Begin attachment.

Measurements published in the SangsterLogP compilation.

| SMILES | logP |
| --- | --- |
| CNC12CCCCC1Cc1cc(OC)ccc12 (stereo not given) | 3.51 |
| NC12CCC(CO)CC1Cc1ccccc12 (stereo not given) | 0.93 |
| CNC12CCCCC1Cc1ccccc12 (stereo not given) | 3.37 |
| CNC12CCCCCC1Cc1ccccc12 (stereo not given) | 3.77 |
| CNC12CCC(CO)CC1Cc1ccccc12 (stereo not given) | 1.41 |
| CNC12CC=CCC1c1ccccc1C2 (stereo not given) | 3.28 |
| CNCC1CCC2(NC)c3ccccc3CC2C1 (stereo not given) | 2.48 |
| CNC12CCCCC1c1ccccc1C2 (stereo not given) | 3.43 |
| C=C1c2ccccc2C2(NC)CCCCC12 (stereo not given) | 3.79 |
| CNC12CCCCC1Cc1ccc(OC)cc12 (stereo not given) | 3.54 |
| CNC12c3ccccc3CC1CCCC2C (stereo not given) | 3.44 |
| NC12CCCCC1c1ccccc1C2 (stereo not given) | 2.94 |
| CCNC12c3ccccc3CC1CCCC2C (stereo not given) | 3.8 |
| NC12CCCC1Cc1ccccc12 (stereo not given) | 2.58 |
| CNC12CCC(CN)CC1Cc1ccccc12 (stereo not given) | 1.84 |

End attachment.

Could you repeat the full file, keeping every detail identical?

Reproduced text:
Measurements published in the SangsterLogP compilation.

| SMILES | logP |
| --- | --- |
| CNC12CCCCC1Cc1cc(OC)ccc12 (stereo not given) | 3.51 |
| NC12CCC(CO)CC1Cc1ccccc12 (stereo not given) | 0.93 |
| CNC12CCCCC1Cc1ccccc12 (stereo not given) | 3.37 |
| CNC12CCCCCC1Cc1ccccc12 (stereo not given) | 3.77 |
| CNC12CCC(CO)CC1Cc1ccccc12 (stereo not given) | 1.41 |
| CNC12CC=CCC1c1ccccc1C2 (stereo not given) | 3.28 |
| CNCC1CCC2(NC)c3ccccc3CC2C1 (stereo not given) | 2.48 |
| CNC12CCCCC1c1ccccc1C2 (stereo not given) | 3.43 |
| C=C1c2ccccc2C2(NC)CCCCC12 (stereo not given) | 3.79 |
| CNC12CCCCC1Cc1ccc(OC)cc12 (stereo not given) | 3.54 |
| CNC12c3ccccc3CC1CCCC2C (stereo not given) | 3.44 |
| NC12CCCCC1c1ccccc1C2 (stereo not given) | 2.94 |
| CCNC12c3ccccc3CC1CCCC2C (stereo not given) | 3.8 |
| NC12CCCC1Cc1ccccc12 (stereo not given) | 2.58 |
| CNC12CCC(CN)CC1Cc1ccccc12 (stereo not given) | 1.84 |